We've been fortunate to have led a handful of research projects on the working culture of organizations, and what makes them tick. One of the key insights we've uncovered has been the stifling nature of traditional corporate communications. Between internal emails, presentations, newsletters and even social media, there's so much white noise a message must break through in the corporate environment before it even has a chance to land, let alone resonate with its audience.
In our case, that message is often game-changing insight into customers that is desperately needed by marketing, development and customer experience teams. If that message can't break through -- everyone loses. We know we need to tailor our content to our audience, otherwise it's not going to stick.
That means not only having an appreciation for what our audience is up against, but how they're wired to receive our message as well. That was never more the case than with the Irvine, California-based video game developer and publisher, Blizzard Entertainment, who is best known for blockbuster hits including World of Warcraft and the Warcraft, StarCraft, and Diablo series. Blizzard presented a unique challenge in that their internal stakeholder audience was largely made up of gamers who were fatigued by traditional mediums of corporate communications (we're looking at you, PowerPoint).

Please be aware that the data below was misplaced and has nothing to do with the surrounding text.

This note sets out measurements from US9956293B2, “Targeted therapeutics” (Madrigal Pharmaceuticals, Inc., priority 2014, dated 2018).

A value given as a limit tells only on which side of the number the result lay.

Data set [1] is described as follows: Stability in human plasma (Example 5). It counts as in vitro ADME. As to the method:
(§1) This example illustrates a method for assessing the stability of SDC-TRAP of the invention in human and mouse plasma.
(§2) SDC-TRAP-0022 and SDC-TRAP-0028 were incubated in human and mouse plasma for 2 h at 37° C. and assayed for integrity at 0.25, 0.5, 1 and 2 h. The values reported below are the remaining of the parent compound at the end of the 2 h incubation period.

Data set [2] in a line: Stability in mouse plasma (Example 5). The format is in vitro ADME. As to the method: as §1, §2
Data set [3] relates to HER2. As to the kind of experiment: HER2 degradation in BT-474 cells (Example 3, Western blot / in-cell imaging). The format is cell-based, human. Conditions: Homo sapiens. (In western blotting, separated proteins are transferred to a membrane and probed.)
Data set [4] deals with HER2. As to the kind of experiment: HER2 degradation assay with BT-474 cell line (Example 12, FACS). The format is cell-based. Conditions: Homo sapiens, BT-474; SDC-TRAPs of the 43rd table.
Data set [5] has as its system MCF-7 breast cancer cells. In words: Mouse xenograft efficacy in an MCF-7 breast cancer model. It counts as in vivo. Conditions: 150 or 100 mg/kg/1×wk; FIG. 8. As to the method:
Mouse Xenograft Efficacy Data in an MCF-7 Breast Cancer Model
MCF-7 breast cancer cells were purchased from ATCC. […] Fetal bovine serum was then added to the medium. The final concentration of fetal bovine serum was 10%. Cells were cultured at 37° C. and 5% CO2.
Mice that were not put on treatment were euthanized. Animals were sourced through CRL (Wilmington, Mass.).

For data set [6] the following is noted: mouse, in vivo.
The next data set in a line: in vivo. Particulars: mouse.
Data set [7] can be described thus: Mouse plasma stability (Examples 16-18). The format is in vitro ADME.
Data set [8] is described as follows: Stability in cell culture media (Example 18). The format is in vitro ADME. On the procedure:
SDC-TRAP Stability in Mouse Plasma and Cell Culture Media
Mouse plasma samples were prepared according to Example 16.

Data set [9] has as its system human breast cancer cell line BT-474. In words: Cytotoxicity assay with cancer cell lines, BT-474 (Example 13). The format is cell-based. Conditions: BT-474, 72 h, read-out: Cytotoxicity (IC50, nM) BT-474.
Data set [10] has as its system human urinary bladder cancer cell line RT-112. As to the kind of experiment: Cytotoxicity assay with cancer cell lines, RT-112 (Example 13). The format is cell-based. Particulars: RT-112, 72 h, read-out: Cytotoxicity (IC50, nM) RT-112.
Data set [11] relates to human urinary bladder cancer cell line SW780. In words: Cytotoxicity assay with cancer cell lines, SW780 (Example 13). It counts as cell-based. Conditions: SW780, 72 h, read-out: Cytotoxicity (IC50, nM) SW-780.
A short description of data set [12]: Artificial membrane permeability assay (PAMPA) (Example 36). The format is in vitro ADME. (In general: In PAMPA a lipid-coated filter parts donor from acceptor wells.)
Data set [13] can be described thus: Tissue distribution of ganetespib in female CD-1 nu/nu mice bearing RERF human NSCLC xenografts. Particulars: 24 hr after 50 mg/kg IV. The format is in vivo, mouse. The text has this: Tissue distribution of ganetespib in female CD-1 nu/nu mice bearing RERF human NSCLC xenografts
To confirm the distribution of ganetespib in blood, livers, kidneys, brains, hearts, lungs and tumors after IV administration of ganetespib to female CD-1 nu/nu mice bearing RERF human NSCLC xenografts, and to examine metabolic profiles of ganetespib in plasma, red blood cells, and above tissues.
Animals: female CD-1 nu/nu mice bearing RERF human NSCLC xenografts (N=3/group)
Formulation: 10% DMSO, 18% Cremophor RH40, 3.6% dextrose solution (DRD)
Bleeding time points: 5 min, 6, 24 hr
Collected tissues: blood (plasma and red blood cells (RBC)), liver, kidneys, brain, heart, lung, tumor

We also gained insight into channels that resonated during discussions with Blizzard employees. Of particular interest to us was a story involving a presentation sent in by a vendor that arrived in an treasure chest (yes, really!). The recipient had to open the chest and dig through toy coins to reach the message. That set the tone for us around how customer insights would need to be delivered in order for the content to pop.
The format we put together for Blizzard shown below is what we call Storybooks, and is the result of blending the message of a customer story with a visual architecture that was relevant to the needs of the audience. More immersive than a persona and lighter on the attention span than a traditional report.
Why give your audience a white paper report if they'd much rather look through a magazine? Don't get tied down by a legacy mindset. The existing mediums you use to message customer insight may have been developed to serve your needs more than those of your audience. Listen to your audience, be open to disrupting your own toolbox and deliver your message in something that is truly tailored.